3.4 Add Responsive Adjustments
A theme isn’t a theme if it’s not responsive! In this lesson you’ll learn how to use media queries and breakpoints to make sure your layout, typography and UI are always user-friendly in any scenario.
1.Introduction2 lessons, 07:02
2.Getting Prepped for _s Dev2 lessons, 17:20
3.Just Add Style6 lessons, 55:14
4.Customizing Theme PHP Files5 lessons, 36:25
5.Prepping the Theme for Release3 lessons, 14:31
6.Conclusion1 lesson, 01:25
3.4 Add Responsive Adjustments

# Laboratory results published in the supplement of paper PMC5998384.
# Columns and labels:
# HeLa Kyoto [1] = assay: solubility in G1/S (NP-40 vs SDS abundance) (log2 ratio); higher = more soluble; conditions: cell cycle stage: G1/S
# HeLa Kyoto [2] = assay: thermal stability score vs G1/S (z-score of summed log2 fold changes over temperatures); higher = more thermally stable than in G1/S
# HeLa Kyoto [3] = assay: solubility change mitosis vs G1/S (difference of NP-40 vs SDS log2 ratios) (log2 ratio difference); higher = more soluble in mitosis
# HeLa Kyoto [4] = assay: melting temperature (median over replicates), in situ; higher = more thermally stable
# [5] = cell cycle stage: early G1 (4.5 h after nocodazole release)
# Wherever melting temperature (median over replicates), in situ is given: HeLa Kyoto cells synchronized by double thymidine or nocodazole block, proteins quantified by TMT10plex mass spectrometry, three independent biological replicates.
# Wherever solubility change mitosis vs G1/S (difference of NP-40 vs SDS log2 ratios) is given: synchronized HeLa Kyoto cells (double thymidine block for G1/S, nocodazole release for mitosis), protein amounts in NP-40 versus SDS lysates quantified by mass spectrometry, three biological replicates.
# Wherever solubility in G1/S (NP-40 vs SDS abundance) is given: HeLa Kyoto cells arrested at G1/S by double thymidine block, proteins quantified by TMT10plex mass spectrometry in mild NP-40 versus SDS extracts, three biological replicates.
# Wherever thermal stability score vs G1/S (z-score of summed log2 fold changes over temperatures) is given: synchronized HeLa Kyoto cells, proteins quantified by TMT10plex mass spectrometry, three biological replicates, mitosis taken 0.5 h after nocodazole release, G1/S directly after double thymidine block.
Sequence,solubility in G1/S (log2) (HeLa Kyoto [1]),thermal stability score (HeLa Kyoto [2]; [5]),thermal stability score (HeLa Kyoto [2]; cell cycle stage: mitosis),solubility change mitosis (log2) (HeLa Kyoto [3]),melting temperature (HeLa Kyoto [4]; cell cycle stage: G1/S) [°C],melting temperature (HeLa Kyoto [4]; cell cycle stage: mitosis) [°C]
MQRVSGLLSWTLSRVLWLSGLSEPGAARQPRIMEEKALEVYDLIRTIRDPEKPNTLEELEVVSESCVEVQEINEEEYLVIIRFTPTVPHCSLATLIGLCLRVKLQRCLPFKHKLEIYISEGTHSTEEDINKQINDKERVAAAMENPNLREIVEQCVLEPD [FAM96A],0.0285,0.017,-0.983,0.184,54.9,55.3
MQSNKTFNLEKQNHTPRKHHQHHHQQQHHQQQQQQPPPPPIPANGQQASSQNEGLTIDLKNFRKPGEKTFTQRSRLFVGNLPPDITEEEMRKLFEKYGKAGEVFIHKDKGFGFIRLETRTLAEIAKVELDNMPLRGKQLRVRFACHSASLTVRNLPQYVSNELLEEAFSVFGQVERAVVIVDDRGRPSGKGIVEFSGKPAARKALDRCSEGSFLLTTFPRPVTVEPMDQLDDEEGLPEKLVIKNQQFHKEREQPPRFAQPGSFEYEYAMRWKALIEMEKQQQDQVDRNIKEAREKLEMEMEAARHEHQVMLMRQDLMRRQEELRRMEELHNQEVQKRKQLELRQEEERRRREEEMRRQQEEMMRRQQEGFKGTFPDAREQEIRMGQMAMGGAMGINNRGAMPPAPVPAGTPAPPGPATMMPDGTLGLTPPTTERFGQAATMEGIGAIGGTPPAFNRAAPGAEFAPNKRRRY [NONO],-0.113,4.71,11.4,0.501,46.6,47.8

Hi. This is Kezz. Welcome back to WordPress Theme Creation With Underscores. In our last lesson, you finished up your basic overall layout. And in this lesson, you are going to learn how to add responsive adjustments to that layout. The first thing we're gonna do is make a little tweak to the existing basic menu that you already have in your theme. Right now, the switch from the expanded menu to the little toggle button that you have happens at 600 pixels and that gives you this effect. But we're going to switch out their behaviors so that as long as the user has set up a menu that fits in the available header space by default, they'll never see their menu get pushed down below the side title and description. We're gonna do that by taking out that 600 pixel value as the trigger point for the switch that shows the toggle button instead of the menu, and we're gonna replace it with the value that comes from our total site width that we setup earlier. So that way, even if the user has filled up every single pixel of available header space with their menu, they still won't see it get pushed down onto a different level. We're also gonna use this as an opportunity to demonstrate how you can figure out which of the Sass files in Underscores is responsible for various default functionality in the theme. So, we'll inspect the current code of the theme using Chrome Web Developer tools. And here we're having a look at the toggle button. Now, in the right side here under the styles tab you can see right now it's telling us that the code connected to this button is coming from the style.scss file and we know that that's not correct because we know that that style.scss file is just our imports. Now, that's because for whatever reason when you're using Prepros and you're using LibSass you won't get very accurate source mapping. So, for the purposes of figuring out which files are responsible for what, you actually want to switch over to using Compass to compile your SCSS. So you can use that to find out what source files you need to tweak to change the defaults, and then you can go back to using LibSass. After doing our recompile using Compass, now when we have a look at the code for this button again, the Styles tab on the right shows us that the controlling code comes from the menus.scss file, so that's the one that we're gonna need to make tweaks to. This is the menus file that controls the button code that we were just looking at, and it's located inside the navigation folder of your SASS library. Just like we've been doing all throughout the course, whenever you want to make your own custom tweaks to things, you want to do it in a way that you can keep track of. So, what we're gonna do is make a copy of this navigation folder. And we're gonna drop it inside our custom folder. And when we wanna make our adjustments to that menus file, we're gonna make those adjustments to the copy of the menus file that we have inside our custom folder now. To make that work, we'll just have our style.scss file switched up, so that instead of importing that existing navigation folder that you saw that comes with the theme we'll have an import via our custom folder instead. And to do that just locate this line here, that imports that navigation folder, and just add custom/ onto that location. Now instead of importing the theme's default menus.scss file, it will import your custom menus.scss file so you can make any changes you want to that file and you'll be able to clearly differentiate between your code and the default code of the theme. So let's jump into our custom folder. And then go into the navigation folder that we put inside there. And grab the menus.scss file, so we can make our edit. Down on line 69 of your custom menus file here, you'll see the media query that is currently responsible for switching out that menu toggle button at a 600 pixel trigger point. So, go ahead and delete that 600 pixel value, and replace it with our total site width function. Now whatever your total site width is being calculated as, whatever rem value is being output there, that's gonna be the new trigger point to switch from that full size menu down to the menu toggle button. After compiling, if we shrink the window so the layout becomes narrower than the total site width value, we see the toggle button switching in. And that effectively eliminates any chance of a menu being pushed down, as long as it was set up to fit the available space to begin with. With that done we're ready to start adding some of our own media queries. The general philosophy that we're going to take with our own custom media queries is not to try to go with specific predetermined widths for adjusting our layout. Rather we are going to try and adjust that wherever it starts to look wrong. So, our breakpoints are going to be introduced at whatever point the layout starts to break and this is completely arbitrary. You can just come up with whatever areas you think your layout needs to be adjusted to suit all different screen sizes as you go along depending on what you're doing with your design. The first media query we're gonna add in is at the exact same point that we just set that menu toggle to switch in, and that's at the total site width. I'm just gonna drop in the entire media query code that we're gonna be working with here, and then we'll go through what that all does. In our first line, we have this media query being triggered in the same way that you saw with our custom menus file. And that is at the total site width value. So as soon as we see our default layout starting to be compressed, we're going to kick in these changes. The first of those changes is to downsize all of our heading tags. You'll recall when we were setting up our typography, I talked about how you can pass a factor value through this htags mix in. Now, by passing a factor of 0.9, What I'm saying here is output all the heading tag code again, but make the font sizes 90% of their original. Below that, you might recognize these variables. These are the same padding variables that we set up in an earlier lesson and we're redeclaring them now at a smaller size. We did have phi times phi times phi for our default h padding value originally. So that was multiplied twice. Now we just have phi times phi so that's just one step smaller than it used to be. Then we're also duplicating the style code that uses those variables. And what that does is it just outputs all of the code that controls the padding inside the layout and by just changing the existing value of those variables to a smaller size, we can then, fairly straightforwardly, just output all of that padding code again at that smaller size. And, once we've compiled our code with our new media query, now, when the site is narrower than our total site width value, you'll see the heading sizes shrink down to 90%, and you'll also see some of those padding values shrinking down to their smaller sizes, too. Now we're going to add in our next media query, and we're going to have this one come in at the rem equivalent of 900px. And for this media query what we're doing is collapsing our dual column layout down to a single column. There's no hard and fast rules on what size is okay for two columns and what size should be one column. All you should do when you're going through a process like this is just experiment and find out where you think your layout no longer looks good in its multi-column form. When you get down to a size where you think, hey, that's looking a little bit cramped now, then you should switch in your single column layout code. Here we've set float to none on both the post area and the side bar so that they no longer sit off to the left and right sides, and we've also set both of those to 100% widths so that they will fill up the entire width of the window. As well as that we've made a couple of little adjustments to margins so that everything sits nicely when it's in that single column layout. Let's take a look at the results of that code. Now when the layout is any less than the rem equivalent of 900 pixels, we'll see it collapse into our single column layout. And you can also see that we have our nice vertical spacing in between each of these layout elements, so that they're not stacked on top of each other once they're in this single column form. Our next media query is short and sweet. At the rem equivalent of 600 pixels we're gonna shrink our headings down again to 80% of their original size. And, like I mentioned earlier, this is just because at around about this width the size of the heading studs break the layout a little bit so we're introducing a break point here to shrink down their size. Once compiled that heading size adjustment looks like this. And our final media query is just the same thing again that you've seen in the previous media queries. So this time at the rem equivalent of 400 pixels we're shrinking down our heading tags to 70% area of their original size. And we're bringing our default padding down by one step, so this time we're not multiplying phi at all. Our default padding is now just phi rems. The adjustments in that final media query give us this. Now that you have your typography all set up, you have your basic overall layout set up, and you've also got your essential responsive adjustments in place. Now you're ready to start adding some personality to your design. In the next lesson, you will learn how to start adding color, look, and feel to your theme. I'll see you there.